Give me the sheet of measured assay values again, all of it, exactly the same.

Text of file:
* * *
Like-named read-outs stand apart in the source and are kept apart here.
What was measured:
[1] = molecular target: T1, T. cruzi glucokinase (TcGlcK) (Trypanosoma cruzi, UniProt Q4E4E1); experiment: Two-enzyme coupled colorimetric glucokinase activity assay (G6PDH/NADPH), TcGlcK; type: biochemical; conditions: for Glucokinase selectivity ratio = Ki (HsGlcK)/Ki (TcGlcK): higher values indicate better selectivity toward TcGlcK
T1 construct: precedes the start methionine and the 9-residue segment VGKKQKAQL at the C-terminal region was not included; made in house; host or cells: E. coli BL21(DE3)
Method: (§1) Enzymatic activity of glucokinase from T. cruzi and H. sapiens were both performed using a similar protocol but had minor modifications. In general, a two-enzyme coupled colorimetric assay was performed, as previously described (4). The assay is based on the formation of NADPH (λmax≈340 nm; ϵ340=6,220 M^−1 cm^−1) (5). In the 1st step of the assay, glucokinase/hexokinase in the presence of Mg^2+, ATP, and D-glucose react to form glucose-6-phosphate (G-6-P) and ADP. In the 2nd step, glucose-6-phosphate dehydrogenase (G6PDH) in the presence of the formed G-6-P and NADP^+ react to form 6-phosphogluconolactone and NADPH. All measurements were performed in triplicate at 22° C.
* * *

Like-named read-outs stand apart in the source and are kept apart here.
What was measured:
[1] = molecular target: T1, T. cruzi glucokinase (TcGlcK) (Trypanosoma cruzi, UniProt Q4E4E1); experiment: Two-enzyme coupled colorimetric glucokinase activity assay (G6PDH/NADPH), TcGlcK; type: biochemical; conditions: for Glucokinase selectivity ratio = Ki (HsGlcK)/Ki (TcGlcK): higher values indicate better selectivity toward TcGlcK
T1 construct: precedes the start methionine and the 9-residue segment VGKKQKAQL at the C-terminal region was not included; made in house; host or cells: E. coli BL21(DE3)
Method: (§1) Enzymatic activity of glucokinase from T. cruzi and H. sapiens were both performed using a similar protocol but had minor modifications. In general, a two-enzyme coupled colorimetric assay was performed, as previously described (4). The assay is based on the formation of NADPH (λmax≈340 nm; ϵ340=6,220 M^−1 cm^−1) (5). In the 1st step of the assay, glucokinase/hexokinase in the presence of Mg^2+, ATP, and D-glucose react to form glucose-6-phosphate (G-6-P) and ADP. In the 2nd step, glucose-6-phosphate dehydrogenase (G6PDH) in the presence of the formed G-6-P and NADP^+ react to form 6-phosphogluconolactone and NADPH. All measurements were performed in triplicate at 22° C.